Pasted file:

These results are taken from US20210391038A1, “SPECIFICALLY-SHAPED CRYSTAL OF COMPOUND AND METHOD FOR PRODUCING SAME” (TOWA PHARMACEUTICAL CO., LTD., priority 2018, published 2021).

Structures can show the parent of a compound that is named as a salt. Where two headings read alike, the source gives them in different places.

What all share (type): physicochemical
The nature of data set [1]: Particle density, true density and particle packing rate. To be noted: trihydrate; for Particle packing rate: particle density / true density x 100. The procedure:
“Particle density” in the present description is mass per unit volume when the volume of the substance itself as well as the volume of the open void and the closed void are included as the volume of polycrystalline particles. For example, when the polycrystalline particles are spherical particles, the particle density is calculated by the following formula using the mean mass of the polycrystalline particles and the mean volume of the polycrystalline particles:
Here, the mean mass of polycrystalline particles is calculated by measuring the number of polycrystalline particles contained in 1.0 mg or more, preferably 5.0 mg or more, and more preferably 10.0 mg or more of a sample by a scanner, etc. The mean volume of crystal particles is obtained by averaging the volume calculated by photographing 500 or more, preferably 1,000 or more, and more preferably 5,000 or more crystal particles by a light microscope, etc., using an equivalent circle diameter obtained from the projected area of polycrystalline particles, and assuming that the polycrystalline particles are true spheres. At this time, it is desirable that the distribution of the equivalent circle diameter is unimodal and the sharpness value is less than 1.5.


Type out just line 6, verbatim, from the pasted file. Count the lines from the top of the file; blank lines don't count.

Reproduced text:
Here, the mean mass of polycrystalline particles is calculated by measuring the number of polycrystalline particles contained in 1.0 mg or more, preferably 5.0 mg or more, and more preferably 10.0 mg or more of a sample by a scanner, etc. The mean volume of crystal particles is obtained by averaging the volume calculated by photographing 500 or more, preferably 1,000 or more, and more preferably 5,000 or more crystal particles by a light microscope, etc., using an equivalent circle diameter obtained from the projected area of polycrystalline particles, and assuming that the polycrystalline particles are true spheres. At this time, it is desirable that the distribution of the equivalent circle diameter is unimodal and the sharpness value is less than 1.5.